GGBS: Partial Replacement Of Cement For Developing Low Carbon Concrete

Low Carbon Concretes (LCC)
Dr. L R Manjunatha, Vice President, and Ajay Mandhaniya, Concrete Technologist, JSW Cement Limited, present a Case Study on using GGBS as partial replacements of cement for developing Low Carbon Concretes (LCC) for a new Education University Campus in India.

Case Study on using GGBS
The education sector in India is estimated to be worth US $117 Bn and expected to reach US $313 Bn by FY30. India is set to become a globally prominent education hub. 100% FDI (automatic route) is allowed in the education sector in India. Soon, foreign universities and higher education institutions may be allowed to set up physical campuses in India. These campuses are required to be sustainable and durable by bringing efficiencies in energy generation, consumption and distribution, land and water, waste management, design and occupier comfort, use of resources and materials, and reduction in greenhouse emissions, and in indoor environments, etc.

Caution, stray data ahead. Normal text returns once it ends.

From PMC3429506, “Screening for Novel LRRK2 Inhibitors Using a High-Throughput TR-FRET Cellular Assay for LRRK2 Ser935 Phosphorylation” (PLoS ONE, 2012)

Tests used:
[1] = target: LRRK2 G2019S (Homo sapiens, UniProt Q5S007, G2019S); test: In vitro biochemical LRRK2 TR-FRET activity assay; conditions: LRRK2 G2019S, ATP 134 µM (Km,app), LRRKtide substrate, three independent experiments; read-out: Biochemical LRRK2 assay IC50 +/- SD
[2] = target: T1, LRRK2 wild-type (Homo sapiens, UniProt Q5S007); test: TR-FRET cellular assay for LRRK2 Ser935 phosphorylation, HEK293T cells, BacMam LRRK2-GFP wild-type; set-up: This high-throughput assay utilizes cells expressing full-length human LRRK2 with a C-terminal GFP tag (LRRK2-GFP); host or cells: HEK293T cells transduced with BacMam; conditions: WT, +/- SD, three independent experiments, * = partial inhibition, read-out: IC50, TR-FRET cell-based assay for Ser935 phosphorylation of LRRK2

One of the most important dimensions of sustainability is material and resource efficiency, since brick-and-mortar campuses require a lot of construction materials, which would be explored/sourced from our natural resources. However, the conservation of natural resources is very important for a sustainable future. In a typical modern construction method for mass construction, we require cement, steel, water, aggregates and admixtures, all of which require a significant amount of natural resources and energy, and which can cause a lot of pollution in the environment.

Case Study on using GGBS
Cement is the only binder material in concrete to bind all construction materials like steel and aggregate with a hydration process with water to impart strength to the structure. Production of 1 ton of cement requires 1.5 ton of limestone and emits 1 ton of CO2 in the environment. The SCMs (Supplementary Cementitious Material) like GGBS (Ground Granulated Blast Furnace Slag), is a by-product of the Steel Industry, PFA (Pulverised Fuel Ash) is a by-product of Thermal Power Plants, Silica Fumes is a by-product of Ferrosilicon industry, Metakaolin, and other superfine mineral additives, etc. can be used for partially replacing the OPC Cement and bringing them down the total cement requirement in Concretes.